- Pain: 0/10
- Inconvenience: 2/10
You have a working jaw. You’re able to move it back and forth and from side to side. I do not have a working jaw. Today’s mugshot demonstrates exactly how far to the side I can swing my lower jaw right now. I can open my mouth almost as wide as I was able to before the surgery though, so there’s no doubt in my mind that my full, natural range of motion will one day decide to revisit this mouth of mine.
I still awake every morning with a fairly solid bite, but it still performs a disappearing act within 20 minutes of being vertical. Perhaps I should start taking a nap before eating so that I’m able to chew a bit better.
I had a visit with my faithful orthodontist yesterday. I wonder if she realized just how long my treatment would take when she first applied my braces. It’s been 2 and a half years already, and I’m fairly certain there’s a solid year left. I still have faith this will all be appreciated one day.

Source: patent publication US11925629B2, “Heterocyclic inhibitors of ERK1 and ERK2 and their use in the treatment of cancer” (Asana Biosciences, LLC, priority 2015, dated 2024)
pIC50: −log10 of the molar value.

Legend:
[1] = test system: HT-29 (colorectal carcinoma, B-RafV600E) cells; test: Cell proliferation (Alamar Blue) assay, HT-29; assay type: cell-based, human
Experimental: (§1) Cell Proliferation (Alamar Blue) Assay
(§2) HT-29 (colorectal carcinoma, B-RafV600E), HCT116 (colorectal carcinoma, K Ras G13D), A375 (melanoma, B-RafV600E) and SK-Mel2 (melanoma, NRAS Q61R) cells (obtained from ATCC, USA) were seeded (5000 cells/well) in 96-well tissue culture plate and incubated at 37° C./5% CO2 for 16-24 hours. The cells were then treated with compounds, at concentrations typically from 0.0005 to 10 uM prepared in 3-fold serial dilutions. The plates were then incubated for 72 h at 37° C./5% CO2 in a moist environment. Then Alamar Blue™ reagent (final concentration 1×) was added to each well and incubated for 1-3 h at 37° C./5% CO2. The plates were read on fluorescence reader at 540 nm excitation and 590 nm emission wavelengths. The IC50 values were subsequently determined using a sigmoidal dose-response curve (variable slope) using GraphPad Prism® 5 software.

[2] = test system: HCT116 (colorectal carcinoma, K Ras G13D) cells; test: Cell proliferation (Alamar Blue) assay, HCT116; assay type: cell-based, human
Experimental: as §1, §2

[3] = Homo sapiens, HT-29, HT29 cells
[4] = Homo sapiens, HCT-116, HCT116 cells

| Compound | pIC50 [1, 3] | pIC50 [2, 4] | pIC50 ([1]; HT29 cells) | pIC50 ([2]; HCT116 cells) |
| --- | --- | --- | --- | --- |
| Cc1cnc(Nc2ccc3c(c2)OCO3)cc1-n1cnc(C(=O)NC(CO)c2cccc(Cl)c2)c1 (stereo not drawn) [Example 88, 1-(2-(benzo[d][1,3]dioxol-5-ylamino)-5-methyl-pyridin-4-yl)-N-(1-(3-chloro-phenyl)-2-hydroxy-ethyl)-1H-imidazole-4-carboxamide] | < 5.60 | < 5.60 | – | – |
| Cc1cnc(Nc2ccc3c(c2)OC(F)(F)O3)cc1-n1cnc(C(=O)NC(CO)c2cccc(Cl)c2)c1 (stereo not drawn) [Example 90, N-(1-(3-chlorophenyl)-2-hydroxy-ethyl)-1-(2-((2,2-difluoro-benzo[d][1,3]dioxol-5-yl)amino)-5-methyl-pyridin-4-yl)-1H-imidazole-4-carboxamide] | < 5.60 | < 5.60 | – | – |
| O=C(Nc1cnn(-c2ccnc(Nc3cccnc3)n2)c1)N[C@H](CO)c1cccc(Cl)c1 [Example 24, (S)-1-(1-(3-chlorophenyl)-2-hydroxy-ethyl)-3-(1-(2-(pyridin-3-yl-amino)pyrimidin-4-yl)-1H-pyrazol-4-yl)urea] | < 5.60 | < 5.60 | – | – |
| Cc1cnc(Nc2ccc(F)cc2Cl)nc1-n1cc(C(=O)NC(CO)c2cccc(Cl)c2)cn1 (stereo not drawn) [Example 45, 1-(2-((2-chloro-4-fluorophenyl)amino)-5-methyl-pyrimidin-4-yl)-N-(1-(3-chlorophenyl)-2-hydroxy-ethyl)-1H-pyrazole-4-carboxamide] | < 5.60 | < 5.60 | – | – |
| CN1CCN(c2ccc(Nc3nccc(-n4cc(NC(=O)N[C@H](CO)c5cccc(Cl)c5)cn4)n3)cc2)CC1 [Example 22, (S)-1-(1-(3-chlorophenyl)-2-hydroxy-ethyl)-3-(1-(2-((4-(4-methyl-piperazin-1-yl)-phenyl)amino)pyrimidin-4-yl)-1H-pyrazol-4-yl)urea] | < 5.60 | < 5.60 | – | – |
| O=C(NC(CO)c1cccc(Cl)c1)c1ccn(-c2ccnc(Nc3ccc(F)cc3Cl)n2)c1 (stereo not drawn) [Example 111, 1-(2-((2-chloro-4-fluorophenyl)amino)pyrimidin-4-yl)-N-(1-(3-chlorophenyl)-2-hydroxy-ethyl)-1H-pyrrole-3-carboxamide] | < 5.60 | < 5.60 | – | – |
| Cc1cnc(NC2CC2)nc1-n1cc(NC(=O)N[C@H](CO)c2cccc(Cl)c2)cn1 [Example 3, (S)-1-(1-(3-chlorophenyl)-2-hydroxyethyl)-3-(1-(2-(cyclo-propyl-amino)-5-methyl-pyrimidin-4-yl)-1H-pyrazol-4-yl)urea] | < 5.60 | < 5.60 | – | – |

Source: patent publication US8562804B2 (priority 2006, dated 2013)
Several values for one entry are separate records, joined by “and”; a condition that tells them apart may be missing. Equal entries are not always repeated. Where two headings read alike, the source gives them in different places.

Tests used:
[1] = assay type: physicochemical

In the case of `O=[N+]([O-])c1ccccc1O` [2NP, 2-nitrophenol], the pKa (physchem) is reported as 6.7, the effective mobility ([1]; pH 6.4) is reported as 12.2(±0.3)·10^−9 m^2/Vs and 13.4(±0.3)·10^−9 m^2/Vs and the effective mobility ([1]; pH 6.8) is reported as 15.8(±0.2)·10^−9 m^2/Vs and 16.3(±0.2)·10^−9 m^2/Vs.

At my appointment yesterday, they removed the brackets from my 4 front-most bottom teeth to see if my bite would close when I wasn’t hitting the metal adhered to them. It didn’t. Then, they proceeded to step through the following agenda:
- Glue the brackets back on, albeit slightly lower than before
- Double my elastic routine, requiring me to create two boxes on each side of my mouth, enslaving a total of 8 teeth per jaw
- “Figure 8” my two front teeth in an effort to close the gap that was forming (again)
Humans have 32 teeth in their natural set, but most lose 4 when their wisdom teeth are removed. So, to work through the math, I have 28 teeth, 16 of which are banded with elastics, meaning there only 6 teeth per jaw that are actually free. Of the survivors, the “figure 8” takes care of 2 more. I feel like there’s a war going on inside of my mouth right now. My teeth also hurt too much to eat, but that’s just the expected nerve pain from an orthodontic adjustment.
Right when I start to get used to my bite, they go and change it on me. Shucks.